Posted by on Jan 27, 2015 in Adaptation, All Posts, Featured Posts, News, Policy and Economics | 0 comments

New Glacial Lakes to Transform Swiss Landscape

Spread the News:Share In 1983 this lake was a glacier (Monday, Switzerland) #climatechange @Sportscene_tv pic.twitter.com/vls2CY9bST — Nick H. (@nickhdg) September 28, 2013 Ongoing climate change is causing glaciers in the Swiss Alps to shrink dramatically, and some predict they will disappear entirely by the end of the century. As they melt over the coming decades, Swiss scientists estimate that 500 to 600 new lakes covering close to 50 square kilometers of land will form in Switzerland. That’s about the equivalent of two Lake Eries, the eleventh largest lake in the world. “The rapid melting of glaciers is radically changing the Alpine landscape,” world renowned Swiss glacier expert and University of Zurich professor Wilfried Haeberli reported at the annual meeting of the European Geosciences Union (EGU) in Vienna, according to Spiegel. flooding in Lucerne, switzerland (Source: Flickr/Nick Edelen) Haeberli and a team of scientists recently completed a project that attempts to predict where and when these new lakes will form using glacier bed models and time-based ablation scenarios for all Swiss glaciers. Using case studies, they also looked at the potential natural hazards that could be created by these new lakes, the development potential they might offer in terms of hydroelectric energy and tourism and legal issues they might present in terms of ownership, liability, exploitation and conservation. One lake in particular they studied was Lake Trift in the Valley of Gadmen, which appeared in the 1990s due to melting of the Altesch Glacier. Local authorities built a breathtaking suspension bridge over the lake that has since become a tourist attraction. Energy companies are also considering putting it to use for the generation of hydroelectric power. The creation of a dam, which would be necessary for such a project, would likely diminish the attractiveness of the site for tourists, but it could protect the area against the risk of flooding. suspension bridge at Trift lake (Source: Flickr/Bossl) “Whether the lake remains natural or becomes artificial, there is a significant risk of rock or ice avalanches due to the longterm destabilisation of slopes previously supported by the Trift glacier and the potential collapse of the current glacier tongue,” the scientists write. “Such avalanches can trigger a surge wave in the lake with disastrous consequences. The construction of a dam of adequate size could protect the area from floods and allow for the generation of power but it would reduce the appeal for tourists.” Haeberli and his colleagues urge that debates over some of these complex issues begin now, before the Swiss landscape transforms from one of glaciers to one of glacial lakes. Spread the...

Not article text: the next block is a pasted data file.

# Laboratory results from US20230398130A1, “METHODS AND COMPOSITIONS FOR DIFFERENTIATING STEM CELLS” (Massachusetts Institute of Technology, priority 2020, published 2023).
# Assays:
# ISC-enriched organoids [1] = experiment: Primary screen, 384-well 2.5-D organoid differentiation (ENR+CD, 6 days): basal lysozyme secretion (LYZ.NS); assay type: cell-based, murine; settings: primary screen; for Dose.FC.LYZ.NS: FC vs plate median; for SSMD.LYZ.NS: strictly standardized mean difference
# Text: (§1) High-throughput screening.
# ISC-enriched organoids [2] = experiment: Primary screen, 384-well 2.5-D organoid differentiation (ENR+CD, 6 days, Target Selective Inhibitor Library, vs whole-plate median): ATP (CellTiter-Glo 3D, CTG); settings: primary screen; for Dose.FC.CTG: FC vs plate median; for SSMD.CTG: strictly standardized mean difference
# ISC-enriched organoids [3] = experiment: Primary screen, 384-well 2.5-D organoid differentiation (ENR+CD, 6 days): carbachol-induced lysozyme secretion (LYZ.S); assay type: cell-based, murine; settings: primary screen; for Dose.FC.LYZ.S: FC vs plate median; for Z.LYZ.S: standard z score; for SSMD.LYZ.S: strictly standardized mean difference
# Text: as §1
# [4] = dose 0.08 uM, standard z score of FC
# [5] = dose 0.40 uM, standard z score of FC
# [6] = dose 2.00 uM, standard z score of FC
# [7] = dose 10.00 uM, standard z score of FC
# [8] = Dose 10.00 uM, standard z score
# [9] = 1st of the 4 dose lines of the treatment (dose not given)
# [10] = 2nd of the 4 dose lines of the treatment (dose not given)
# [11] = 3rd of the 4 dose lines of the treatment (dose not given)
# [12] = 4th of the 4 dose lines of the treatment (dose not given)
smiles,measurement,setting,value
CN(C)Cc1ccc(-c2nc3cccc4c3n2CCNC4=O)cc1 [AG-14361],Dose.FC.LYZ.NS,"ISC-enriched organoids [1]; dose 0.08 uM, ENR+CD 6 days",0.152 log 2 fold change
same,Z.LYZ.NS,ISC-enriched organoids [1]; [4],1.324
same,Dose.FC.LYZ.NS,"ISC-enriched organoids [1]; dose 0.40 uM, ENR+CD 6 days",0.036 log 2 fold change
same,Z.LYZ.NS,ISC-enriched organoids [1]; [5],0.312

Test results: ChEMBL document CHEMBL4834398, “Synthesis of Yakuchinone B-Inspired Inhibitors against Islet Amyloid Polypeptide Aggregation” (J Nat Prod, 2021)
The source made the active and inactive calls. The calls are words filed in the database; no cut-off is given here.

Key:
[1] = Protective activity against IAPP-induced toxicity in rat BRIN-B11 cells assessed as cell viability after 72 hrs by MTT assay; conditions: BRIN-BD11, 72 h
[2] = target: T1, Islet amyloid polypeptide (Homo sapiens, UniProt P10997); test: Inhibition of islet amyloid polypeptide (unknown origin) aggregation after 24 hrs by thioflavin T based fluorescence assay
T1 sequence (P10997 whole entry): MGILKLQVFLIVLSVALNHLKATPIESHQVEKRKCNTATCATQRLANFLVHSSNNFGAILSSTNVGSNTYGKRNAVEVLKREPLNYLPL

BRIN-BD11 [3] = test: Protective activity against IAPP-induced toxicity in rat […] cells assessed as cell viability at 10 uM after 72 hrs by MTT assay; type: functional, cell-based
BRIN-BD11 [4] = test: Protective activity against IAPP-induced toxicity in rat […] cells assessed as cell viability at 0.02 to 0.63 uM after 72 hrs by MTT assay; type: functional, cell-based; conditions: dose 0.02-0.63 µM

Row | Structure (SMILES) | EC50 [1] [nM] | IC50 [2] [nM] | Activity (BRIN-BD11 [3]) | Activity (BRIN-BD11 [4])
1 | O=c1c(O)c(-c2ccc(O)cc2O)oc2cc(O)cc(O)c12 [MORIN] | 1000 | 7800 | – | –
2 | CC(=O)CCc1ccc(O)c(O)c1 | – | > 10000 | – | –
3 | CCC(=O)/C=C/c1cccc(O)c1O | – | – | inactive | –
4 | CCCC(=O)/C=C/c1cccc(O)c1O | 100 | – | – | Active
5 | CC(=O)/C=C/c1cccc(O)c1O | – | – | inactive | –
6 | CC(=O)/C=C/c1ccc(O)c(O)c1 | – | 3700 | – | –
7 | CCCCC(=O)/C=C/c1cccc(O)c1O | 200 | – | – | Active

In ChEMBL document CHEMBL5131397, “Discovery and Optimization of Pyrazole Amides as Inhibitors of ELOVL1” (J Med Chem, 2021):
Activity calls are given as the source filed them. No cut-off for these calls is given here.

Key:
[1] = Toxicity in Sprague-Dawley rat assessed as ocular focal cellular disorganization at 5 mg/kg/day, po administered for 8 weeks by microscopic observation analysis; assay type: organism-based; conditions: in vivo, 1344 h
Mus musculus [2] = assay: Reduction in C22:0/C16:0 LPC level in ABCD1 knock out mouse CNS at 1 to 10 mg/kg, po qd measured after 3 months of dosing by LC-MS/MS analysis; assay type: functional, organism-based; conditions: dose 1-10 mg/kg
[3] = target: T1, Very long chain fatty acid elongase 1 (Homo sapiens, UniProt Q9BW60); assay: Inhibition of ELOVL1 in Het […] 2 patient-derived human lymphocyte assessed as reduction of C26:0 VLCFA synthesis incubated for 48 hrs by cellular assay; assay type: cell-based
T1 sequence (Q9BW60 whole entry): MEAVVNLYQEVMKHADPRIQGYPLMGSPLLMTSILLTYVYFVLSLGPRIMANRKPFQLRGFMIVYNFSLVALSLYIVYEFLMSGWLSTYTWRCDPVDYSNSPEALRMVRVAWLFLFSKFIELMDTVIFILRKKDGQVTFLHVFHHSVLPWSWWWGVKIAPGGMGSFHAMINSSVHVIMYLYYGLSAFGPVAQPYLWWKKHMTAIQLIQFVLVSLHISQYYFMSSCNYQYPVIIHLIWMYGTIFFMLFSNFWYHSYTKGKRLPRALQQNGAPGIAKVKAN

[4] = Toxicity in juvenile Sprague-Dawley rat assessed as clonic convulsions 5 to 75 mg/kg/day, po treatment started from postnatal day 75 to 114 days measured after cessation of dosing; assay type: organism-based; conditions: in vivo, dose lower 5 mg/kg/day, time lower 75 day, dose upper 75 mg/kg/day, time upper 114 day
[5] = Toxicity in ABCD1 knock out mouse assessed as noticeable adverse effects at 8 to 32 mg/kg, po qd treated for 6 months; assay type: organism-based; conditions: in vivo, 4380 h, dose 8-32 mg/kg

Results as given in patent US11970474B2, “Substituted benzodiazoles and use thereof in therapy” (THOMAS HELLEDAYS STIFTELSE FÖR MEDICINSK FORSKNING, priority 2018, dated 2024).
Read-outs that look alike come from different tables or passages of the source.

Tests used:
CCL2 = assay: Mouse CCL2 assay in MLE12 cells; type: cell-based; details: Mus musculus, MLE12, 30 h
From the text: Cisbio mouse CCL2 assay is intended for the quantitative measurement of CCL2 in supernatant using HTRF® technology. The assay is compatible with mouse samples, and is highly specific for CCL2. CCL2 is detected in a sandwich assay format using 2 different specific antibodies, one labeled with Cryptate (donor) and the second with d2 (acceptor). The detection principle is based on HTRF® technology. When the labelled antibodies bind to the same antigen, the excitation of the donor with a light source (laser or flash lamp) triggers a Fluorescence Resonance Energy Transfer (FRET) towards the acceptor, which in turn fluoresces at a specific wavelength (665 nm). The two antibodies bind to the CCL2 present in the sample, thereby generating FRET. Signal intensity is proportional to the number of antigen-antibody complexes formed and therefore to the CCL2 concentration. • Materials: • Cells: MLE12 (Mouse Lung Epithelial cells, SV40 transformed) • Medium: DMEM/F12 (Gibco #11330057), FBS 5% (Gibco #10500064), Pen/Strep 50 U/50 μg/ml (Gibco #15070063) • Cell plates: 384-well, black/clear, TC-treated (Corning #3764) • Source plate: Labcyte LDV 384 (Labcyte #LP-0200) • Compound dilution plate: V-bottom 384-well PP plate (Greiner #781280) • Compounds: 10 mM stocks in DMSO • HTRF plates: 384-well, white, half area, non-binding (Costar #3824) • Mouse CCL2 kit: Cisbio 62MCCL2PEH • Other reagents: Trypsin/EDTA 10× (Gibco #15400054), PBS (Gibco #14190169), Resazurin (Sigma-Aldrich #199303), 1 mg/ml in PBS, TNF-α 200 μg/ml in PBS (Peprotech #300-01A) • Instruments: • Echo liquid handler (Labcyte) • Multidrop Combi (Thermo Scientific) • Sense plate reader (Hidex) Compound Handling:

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An Icy Art Installation Clear As Crystal

Posted by on Jan 7, 2015 in All Posts, Art/Culture, Featured Posts | 0 comments

An Icy Art Installation Clear As Crystal